Wireless sensors for applications in impractical locations

How energy solutions enable sensing capabilities in places even without power.

By Mike Bacidore, editor in chief

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Many applications require measurements in places where wires or the sensing devices themselves are difficult to place. And, if communication wiring isn’t viable, then power cables aren’t any more likely. But measurement data waits for no one. Our panel of industry veterans offers insights on going wireless and powering those devices.

Meet the panel

Ken Cunefare

Kenneth Cunefare, Ph.D., is professor of mechanical engineering, Georgia Institute of Technology in Atlanta.

Tim Hazelton

Tim Hazelton is product manager—wireless products, Banner Engineering.

Zechariah Hoffman Zechariah Hoffman is product marketing specialist, wireless, Phoenix Contact USA.
Marshall Miles low res

Marshall Miles is managing director at Global Controls, a system integrator in St. Charles, Illinois.

CD1508 Luis Torralva

Luis Torralva is North American marketing manager, Telemecanique Sensors.

Danny Weiss100

Danny Weiss is senior product manager at Newark element 14.

What sorts of machine applications are wireless sensors best equipped to handle?

 

Cunefare: Wireless sensors are best used in inaccessible locations and locations where it is impractical or costly to run wiring. Inaccessible locations include on rotating or moving components of systems, such as directly on crankshafts or plungers. Other example locations include below the rotary joint on mobile equipment or beyond articulating joints.

Torralva: Wireless sensors or switches are the solution when cabling is difficult, expensive, or unwanted. It’s also the perfect way to give mobile machines more freedom of movement.

Miles: Wireless sensors are equipped for turret, mandrel or spindle-mounted container such as cans or bottles, presence, AGV’s load/unload cell position detection and robot end effectors in special cases.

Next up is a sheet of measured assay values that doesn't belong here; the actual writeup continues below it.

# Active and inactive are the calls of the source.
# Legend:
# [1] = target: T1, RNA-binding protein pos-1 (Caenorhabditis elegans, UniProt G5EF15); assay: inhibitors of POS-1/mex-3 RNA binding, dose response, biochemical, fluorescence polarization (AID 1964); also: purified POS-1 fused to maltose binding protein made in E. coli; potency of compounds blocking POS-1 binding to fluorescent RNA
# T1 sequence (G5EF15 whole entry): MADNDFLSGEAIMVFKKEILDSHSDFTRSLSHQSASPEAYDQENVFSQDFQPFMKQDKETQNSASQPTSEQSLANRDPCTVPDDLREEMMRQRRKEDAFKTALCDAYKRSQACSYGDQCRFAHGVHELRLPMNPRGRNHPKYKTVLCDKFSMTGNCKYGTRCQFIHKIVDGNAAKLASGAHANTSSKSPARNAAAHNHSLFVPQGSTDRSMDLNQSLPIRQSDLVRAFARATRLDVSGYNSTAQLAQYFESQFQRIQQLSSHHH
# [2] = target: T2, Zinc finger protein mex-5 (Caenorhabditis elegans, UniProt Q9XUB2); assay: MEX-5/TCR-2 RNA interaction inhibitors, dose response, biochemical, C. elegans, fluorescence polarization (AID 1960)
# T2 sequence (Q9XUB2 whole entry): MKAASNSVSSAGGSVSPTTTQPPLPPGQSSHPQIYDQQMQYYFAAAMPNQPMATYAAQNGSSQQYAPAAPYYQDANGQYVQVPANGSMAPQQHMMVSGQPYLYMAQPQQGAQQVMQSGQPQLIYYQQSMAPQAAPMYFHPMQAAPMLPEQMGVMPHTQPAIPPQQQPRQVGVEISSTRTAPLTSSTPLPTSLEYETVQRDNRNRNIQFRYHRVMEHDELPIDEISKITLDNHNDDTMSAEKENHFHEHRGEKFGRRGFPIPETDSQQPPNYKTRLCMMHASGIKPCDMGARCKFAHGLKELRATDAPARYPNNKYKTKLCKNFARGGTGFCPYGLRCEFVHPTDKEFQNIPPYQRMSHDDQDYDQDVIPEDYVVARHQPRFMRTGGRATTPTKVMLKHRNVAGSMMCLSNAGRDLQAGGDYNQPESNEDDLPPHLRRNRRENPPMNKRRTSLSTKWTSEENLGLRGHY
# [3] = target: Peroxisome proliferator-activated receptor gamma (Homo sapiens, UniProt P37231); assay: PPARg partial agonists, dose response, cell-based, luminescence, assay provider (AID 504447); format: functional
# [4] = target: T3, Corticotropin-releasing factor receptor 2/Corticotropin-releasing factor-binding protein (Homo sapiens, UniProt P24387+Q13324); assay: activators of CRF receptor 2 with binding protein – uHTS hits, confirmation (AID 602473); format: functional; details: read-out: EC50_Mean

Hoffman: Monitoring is a vital part of increasing the efficiency, reliability, safety and automation of machines. There are many different variables that need monitored in machines such as vibration, force, pressure and temperature. Sensors can take measurements of these different values and send the data back to a host to be referenced as needed. Wireless communication is one method of transporting this type of information. This method is becoming popular because of how cost-effective it is. Wireless helps to eliminate the need to run as many wires, perform maintenance and prevent conventional downtime associated with broken wires. Many different wireless technologies are available now, ranging from more robust, long-distance technologies to short-distance, high-speed technologies.

For applications such as machine control, material handling and automated guided vehicles, technologies like WLAN that have high bandwidth capabilities are preferable as they allow for real-time communication between end device and host. When sensor data needs to be transmitted through various obstacles, noise or long distances, wireless devices that transmit on lower frequencies like 900 MHz will provide more reliability due to their lower attenuation over the air. Applications with these types of requirements are typically for monitoring applications or non-application critical control.

Also read: Hydraulic pressure energy harvesting for wireless sensing

Wireless is not always the right fit for all applications. The use case and risk for each application needs to be evaluated. The user needs to ask the question, just as if they were using a wire: What happens if the wireless link breaks for a period of time? Is the result acceptable? Using wireless sensors is becoming more and more a normal operation in industrial applications. It offers one alternative to the traditional wiring techniques at a fraction of the cost.

Weiss: Wireless pressure sensors have a broad range of applications from process control and manufacturing to fluid-level monitoring in storage tanks and reservoirs. Liquid reservoirs and storage tanks are found throughout the industrial environment. They can be located in machine shops that use liquid coolant for their high-precision fabrication centers and may also be found in the rugged and harsh atmosphere of the oil and gas processing facilities. Some may even be used in close proximity to drilling and hydraulic fracturing operations, housing slurries or casing mud. Even though their locations and applications may change, storage tanks and reservoirs are used by organizations that need to know the fluid level housed within them. Knowing when a tank is full, or nearly empty, could be the difference between running smoothly and costly downtime. When the tanks are in a remote area, it is not always cost-efficient running wiring or cabling.

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